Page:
Lou Gross receives the 2022 Macebearer Award, UT’s highest faculty honor.
The best bargains for conserving some of the world’s most vulnerable salamanders and other vertebrate species can be found in Central Texas and the Appalachians, according to new conservation tools developed at the National Institute for Mathematical and Biological Synthesis (NIMBioS) at the University of Tennessee, Knoxville.
The Mathematics of Gun Violence Investigative Workshop, hosted by NIMBioS and DySoC, will be held May 1–3 at NIMBioS on UT’s campus.
Louis Gross has been honored with the 2018 SEC Faculty Achievement Award. His research focuses on using computational and mathematical tools to address environmental problems.
A new center has been established at UT to promote connections and collaborations between researchers focused on human social behavior. The Center for the Dynamics of Social Complexity will combine system thinking, modeling tools, and big data to develop testable predictions and research into a variety of topics related to human social behavior, such as
Earther featured a study lead by researchers from UT and the University of Vermont about the climate model that factors in how humans react to climate change.
In the drive to survive changing climates, larger herbivores may fare slightly better than their smaller competitors.
Humans may be the dominant cause of global temperature rise, but they may also be a crucial factor in helping to reduce it.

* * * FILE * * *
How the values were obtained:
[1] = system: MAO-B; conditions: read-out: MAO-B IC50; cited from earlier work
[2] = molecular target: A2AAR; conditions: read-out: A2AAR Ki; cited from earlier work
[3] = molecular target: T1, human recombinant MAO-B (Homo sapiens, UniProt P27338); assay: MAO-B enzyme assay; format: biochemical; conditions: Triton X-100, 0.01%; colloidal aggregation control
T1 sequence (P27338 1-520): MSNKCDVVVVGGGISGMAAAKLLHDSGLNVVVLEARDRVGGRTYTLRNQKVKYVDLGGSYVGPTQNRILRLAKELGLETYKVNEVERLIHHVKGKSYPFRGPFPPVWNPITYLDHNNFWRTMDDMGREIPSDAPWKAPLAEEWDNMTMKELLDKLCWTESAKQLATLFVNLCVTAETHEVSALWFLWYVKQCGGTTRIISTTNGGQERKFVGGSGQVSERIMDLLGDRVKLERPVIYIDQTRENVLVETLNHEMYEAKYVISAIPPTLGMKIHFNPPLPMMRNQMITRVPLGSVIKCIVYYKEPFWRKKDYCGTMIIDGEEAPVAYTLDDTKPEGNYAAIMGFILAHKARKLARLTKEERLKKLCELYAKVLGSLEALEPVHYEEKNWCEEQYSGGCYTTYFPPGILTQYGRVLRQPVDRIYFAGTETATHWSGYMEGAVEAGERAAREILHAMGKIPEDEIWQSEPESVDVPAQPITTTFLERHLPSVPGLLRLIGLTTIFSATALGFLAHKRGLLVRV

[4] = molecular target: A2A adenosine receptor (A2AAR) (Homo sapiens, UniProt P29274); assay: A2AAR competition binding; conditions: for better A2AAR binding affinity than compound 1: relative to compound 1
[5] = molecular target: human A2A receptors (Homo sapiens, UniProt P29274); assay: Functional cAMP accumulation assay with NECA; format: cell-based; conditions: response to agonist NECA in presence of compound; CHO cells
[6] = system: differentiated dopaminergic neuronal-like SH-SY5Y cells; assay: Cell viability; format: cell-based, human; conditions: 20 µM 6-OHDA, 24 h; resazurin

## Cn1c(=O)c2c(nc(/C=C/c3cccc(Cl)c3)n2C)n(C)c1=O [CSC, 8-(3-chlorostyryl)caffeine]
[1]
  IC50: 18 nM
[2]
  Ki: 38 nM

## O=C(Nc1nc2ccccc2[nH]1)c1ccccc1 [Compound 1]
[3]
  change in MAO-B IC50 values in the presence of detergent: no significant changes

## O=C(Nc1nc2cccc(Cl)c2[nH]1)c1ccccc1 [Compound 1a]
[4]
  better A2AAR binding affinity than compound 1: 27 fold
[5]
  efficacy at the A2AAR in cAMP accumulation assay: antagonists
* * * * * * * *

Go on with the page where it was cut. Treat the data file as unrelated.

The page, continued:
The Knoxville News Sentinel featured research from The National Institute for Mathematical and Biological Synthesis (NIMBioS) that is investigating La Crosse Encephalitis, a rare-mosquito-borne illness.
Louis J. Gross has been named a Fellow in the inaugural class of Fellows of the Society for Mathematical Biology. A distinguished UT professor of ecology and evolutionary biology and mathematics, Gross is also the founding and current director of the National Institute for Mathematical and Biological Synthesis (NIMBioS) and director of UT’s Institute for
Plant diseases pose a serious threat to global food security, especially in developing countries, where millions of people depend on consuming what they harvest.
A new study from the National Institute for Mathematical and Biological Synthesis, based at UT, sheds light on the origins of human cooperation.